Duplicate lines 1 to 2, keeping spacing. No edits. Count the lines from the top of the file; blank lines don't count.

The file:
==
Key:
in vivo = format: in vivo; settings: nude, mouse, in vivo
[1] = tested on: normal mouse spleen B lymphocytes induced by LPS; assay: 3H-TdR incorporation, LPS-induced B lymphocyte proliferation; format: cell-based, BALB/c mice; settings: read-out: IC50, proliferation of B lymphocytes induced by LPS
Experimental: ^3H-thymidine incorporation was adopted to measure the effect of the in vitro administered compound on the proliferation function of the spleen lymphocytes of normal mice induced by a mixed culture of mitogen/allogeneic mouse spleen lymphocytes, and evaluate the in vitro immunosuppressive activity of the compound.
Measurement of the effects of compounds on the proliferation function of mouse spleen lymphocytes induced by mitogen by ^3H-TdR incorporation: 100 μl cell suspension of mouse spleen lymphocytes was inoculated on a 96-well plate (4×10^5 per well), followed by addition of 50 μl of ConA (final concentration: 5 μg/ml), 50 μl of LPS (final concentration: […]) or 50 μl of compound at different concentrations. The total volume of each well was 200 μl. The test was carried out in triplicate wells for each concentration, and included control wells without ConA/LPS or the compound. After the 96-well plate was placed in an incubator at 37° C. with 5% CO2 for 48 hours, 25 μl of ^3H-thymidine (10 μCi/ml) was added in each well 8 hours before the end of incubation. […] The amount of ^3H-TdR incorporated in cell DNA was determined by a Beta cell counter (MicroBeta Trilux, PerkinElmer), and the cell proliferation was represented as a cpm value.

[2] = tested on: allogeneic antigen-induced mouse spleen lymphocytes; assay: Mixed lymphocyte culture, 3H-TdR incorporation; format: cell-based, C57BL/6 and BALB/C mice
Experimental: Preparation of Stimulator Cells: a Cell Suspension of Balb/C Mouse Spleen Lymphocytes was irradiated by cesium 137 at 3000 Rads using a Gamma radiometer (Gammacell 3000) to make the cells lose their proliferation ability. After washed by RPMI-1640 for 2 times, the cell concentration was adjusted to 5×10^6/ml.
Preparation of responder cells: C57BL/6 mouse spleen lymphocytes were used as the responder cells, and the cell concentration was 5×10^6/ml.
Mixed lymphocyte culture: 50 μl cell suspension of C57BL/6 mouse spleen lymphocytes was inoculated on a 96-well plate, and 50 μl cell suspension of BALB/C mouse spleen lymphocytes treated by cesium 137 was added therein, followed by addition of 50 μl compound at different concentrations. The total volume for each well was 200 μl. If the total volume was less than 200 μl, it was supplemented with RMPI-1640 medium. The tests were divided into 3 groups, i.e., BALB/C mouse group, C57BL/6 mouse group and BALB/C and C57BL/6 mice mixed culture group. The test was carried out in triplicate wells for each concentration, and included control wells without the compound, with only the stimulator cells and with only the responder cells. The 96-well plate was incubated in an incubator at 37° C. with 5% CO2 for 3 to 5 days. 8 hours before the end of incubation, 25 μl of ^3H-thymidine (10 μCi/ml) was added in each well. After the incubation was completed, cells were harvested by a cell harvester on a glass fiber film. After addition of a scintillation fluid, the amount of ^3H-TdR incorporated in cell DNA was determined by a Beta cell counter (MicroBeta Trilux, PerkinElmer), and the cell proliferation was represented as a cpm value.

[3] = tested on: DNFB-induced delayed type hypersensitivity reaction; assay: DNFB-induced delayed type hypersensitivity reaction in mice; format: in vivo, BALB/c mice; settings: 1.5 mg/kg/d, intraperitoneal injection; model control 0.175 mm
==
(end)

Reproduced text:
Key:
in vivo = format: in vivo; settings: nude, mouse, in vivo